[​IMG]
    Rounded edges

    The larger displays have also ensured more pixel resolution of 750 x 1334 for the iPhone 6 and 1080 x 1920 for iPhone 6 Plus. They are also believed to be the most powerful iPhones ever. The iPhone 6 and 6 Plus come with the all-new A8 processor. Apple claims that it comes with 2 billion transistors, making it 25 percent faster for any ordinary computing task and 50 percent faster for graphics.

    This boost in power won’t take a toll on the battery life either, claims the company. In fact, the devices claim to offer slightly better battery life. While iPhone 5s offered 10 hours of battery life over Wi-Fi, the iPhone 6 increases it by an hour to 11 hours and iPhone 6 Plus to 12 hours. The battery life will also ensure prolonged talking on the phone compared to 10 hours offered by their predecessor - 14 hours on the iPhone 6 and 24 hours with the iPhone 6 Plus.

    On the camera front (8MP), these devices come with a plethora of improvements. Firstly, they are fitted with a new sensor for faster auto-focus to avoid blurry shots. You will also find a new slow-motion video feature. Basically, you can take videos at 240 frames per second and then slow them down to view at a fraction of their original speed. One of the interesting features is Burst selfies. This means take several quick selfies and select the best among them. In addition, the iPhone 6 Plus also comes with optical image stabilization that detects and offsets shaky moments.

    [​IMG]
    (Image: AP)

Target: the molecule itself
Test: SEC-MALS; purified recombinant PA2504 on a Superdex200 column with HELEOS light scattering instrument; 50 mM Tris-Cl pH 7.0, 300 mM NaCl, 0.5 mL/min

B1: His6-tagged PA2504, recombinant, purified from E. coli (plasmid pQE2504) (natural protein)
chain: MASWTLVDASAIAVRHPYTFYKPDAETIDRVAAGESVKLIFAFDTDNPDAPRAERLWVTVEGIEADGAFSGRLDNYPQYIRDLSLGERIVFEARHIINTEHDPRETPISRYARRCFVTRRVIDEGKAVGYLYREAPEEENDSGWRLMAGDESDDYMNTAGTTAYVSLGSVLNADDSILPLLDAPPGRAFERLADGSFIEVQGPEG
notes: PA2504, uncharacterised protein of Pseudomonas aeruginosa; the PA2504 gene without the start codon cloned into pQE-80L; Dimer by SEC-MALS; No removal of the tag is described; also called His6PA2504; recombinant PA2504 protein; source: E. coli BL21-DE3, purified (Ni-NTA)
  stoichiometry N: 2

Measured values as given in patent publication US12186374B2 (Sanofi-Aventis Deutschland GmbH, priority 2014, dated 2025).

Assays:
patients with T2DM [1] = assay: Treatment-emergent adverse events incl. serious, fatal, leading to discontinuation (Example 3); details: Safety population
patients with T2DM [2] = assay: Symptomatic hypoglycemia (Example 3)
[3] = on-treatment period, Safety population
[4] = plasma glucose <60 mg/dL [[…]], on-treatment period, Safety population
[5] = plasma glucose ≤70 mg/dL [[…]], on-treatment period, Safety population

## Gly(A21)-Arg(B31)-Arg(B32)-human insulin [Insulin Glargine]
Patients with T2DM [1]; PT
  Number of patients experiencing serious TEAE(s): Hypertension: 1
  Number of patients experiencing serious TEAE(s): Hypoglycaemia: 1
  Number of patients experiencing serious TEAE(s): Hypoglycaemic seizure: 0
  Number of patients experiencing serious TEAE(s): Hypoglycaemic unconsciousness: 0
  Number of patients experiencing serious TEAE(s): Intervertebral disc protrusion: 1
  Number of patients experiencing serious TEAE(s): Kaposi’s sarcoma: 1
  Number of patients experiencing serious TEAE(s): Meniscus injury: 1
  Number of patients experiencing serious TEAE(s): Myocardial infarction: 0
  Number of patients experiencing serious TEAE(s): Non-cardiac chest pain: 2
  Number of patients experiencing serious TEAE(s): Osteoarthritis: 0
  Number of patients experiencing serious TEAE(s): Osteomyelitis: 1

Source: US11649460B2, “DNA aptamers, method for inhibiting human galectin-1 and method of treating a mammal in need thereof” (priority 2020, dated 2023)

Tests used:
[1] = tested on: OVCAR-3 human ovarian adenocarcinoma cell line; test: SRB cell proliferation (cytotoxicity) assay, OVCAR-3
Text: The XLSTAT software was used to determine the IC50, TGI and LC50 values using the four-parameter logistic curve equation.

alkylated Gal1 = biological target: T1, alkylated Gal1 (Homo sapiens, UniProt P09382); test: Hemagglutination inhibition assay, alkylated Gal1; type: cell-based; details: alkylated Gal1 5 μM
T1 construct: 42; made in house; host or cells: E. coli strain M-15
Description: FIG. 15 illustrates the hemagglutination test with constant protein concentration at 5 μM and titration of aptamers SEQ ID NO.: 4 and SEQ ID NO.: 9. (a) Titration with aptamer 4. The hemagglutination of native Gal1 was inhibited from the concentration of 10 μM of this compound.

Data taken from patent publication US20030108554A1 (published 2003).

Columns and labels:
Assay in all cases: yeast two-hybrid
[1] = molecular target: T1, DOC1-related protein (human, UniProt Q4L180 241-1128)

Both models come with some networking improvements compared to its predecessor. These devices now support 20 different frequency bands, allowing them to operate in more countries. The technique called carrier aggregation allows the devices to utilize multiple frequency bands at the same time that can offer speeds 50 percent faster than the iPhone 5S, claims Apple. Besides cellular network, Apple has also improved Wi-Fi capabilities with the support for 802.11ac.

    The iPhone 6 and its bigger sibling run the latest iOS 8 operating system unveiled at WWDC earlier this year. Some of the highlights of the iOS 8 includeintegration of Mac and iPhone allowing easy switching between one device to another, Swype-like QuickType onscreen keyboard, support for third-party keyboards, iCloud Drive service that lets users save a file and automatically synchronize it across devices, to name a few.

    The iPhone 6 also comes with support for Apple’s new Pay mobile payments service. The NFC chip helps with contact-less payments at supported terminals. The purchases are authenticated via the device’s TouchID sensor. The company has teamed up with American Express, MasterCard, and Visa, as well as the six largest banks in the US. About 22,000 retailers will work with its Pay service and will be available in the US next month.

    As expected, the iPhone 6 costs $199 for the base model with 16GB of storage, $299 for a 64GB model and $399 for a 128GB model (with contract). The larger size iPhone 6 costs $100 extra – $299 for a 16 GB model, $399 for 64GB and $499 for the 128 GB model. The previous models get a price cut, the iPhone 5S sells for $99 and iPhone 5C free with contract. Users can opt for space grey, silver or gold options. The pre-orders for the new iPhone begin onSeptember 12and Apple fans can visit the retail store on September 19.

Share This Page